Cities, be they suburban or the center core, have usually shifted to a movement of planned master communities allowing huge land tracts to be set aside for total build-out in as a way to keep developer cost low and provide crucial affordable and starter-level homes. Retail and commercial facilities are almost always a feature of these communities of starter homes.

Changes in the 21st century

In the United States, as real-estate market conditions continue to inflate and rise in major and medium cities where growth is fast, many starter homes are only affordable or available in metropolitan area outer suburbs. The American Dream of a new-build single-family home on a previously unused lot continues to move further out of urbanized areas to capture the lowest cost land. However as many areas in the nation experience urbanization in multiple clusters, states such as California experience diffused land economics where no low-cost land exists. This has caused many real estate developers to either develop many low-cost townhomes densely or large single-family homes at high sale prices. The latter is frequently chosen resulting in starter-homes continuing to favor people in upper income brackets as the majority of a metro area's suburbs approach build-out and the distance to work ratio approaches a maximum. Factors that influence developers include land prices, perceived value, market demand, city planning law, construction costs, and maintaining profit margins.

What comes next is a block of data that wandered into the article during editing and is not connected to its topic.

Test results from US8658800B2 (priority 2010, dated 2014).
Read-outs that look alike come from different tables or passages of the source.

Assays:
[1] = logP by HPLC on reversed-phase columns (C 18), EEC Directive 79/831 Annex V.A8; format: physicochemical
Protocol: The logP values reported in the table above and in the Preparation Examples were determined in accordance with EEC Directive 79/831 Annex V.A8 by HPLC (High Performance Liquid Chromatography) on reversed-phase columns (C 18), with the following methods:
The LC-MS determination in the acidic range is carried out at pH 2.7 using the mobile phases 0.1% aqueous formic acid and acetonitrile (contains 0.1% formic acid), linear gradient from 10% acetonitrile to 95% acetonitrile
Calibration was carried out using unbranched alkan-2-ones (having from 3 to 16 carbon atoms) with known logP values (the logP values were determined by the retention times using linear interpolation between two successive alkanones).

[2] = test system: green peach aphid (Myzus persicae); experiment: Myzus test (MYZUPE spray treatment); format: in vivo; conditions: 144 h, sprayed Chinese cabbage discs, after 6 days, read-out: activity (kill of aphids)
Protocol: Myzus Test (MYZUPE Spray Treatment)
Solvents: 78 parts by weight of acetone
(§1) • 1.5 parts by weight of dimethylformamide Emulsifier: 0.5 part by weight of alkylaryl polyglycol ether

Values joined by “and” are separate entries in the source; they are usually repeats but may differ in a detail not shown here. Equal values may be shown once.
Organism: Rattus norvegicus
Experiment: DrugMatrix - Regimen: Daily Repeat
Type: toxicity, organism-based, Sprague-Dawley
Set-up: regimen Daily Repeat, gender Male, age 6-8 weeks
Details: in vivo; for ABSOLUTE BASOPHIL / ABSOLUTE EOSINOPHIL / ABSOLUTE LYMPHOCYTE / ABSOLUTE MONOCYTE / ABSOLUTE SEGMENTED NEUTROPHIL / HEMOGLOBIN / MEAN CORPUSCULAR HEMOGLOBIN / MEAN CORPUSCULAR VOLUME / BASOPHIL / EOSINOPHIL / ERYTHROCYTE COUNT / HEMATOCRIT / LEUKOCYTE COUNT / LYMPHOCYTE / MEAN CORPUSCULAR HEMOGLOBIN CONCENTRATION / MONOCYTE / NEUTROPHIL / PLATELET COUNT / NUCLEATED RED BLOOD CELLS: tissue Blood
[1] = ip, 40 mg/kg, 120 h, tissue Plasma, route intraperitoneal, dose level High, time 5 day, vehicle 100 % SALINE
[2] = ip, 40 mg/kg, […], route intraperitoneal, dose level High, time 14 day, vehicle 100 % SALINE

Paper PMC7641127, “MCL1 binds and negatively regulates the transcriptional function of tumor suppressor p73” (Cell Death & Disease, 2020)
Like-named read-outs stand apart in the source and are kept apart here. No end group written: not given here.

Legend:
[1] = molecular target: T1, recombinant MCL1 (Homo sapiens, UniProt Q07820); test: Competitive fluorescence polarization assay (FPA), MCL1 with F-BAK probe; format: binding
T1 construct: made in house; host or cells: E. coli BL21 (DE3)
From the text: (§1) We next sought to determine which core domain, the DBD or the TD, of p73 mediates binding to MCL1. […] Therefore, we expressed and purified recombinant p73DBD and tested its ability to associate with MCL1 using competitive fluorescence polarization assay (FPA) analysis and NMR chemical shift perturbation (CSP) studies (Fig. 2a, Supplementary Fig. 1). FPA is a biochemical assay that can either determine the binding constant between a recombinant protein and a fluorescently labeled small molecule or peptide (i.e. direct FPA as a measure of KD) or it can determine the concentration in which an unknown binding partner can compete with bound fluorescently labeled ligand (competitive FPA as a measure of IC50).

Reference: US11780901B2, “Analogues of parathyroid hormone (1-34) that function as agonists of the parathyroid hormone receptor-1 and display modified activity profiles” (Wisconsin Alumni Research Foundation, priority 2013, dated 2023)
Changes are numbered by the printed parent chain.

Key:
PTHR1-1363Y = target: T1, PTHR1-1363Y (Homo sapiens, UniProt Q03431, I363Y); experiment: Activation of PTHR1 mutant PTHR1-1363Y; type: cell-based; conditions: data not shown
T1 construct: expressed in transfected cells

For the buyer's end, changing financial requirements and mortgage interest rates as low as half a percentage point may affect large groups of income brackets to not be able to finance market-determined affordable housing in the long-term. Personal income for individuals and families have also not kept up with market inflation and cost of living to overcome this. While starter homes may be considered affordable based on income, the true cost of home ownership has historically not been reflected in actual financing.

Efforts to increase availability

In locations with a lack of affordable housing, such as New York City, San Francisco, London, or Shanghai, it may be impossible for first time home buyers to find starter houses close to the city center. To assist such home buyers, local authorities such as that in Santa Cruz, California, have re-zoned previously commercial areas for residential housing specifically to allow developers to build starter homes. The Wall Street Journal tracks median home purchase prices of starter homes as part of its real estate index.. Cities, whether suburban or the central core, have generally moved to a trend of master planned communities where large tracts of land are set aside for one complete build-out in order to maintain low costs to the developer and provide essential affordable and entry-level housing. Commercial and retail components are almost always included in these starter home communities. - Feb 27, 2011

Buying Real Estate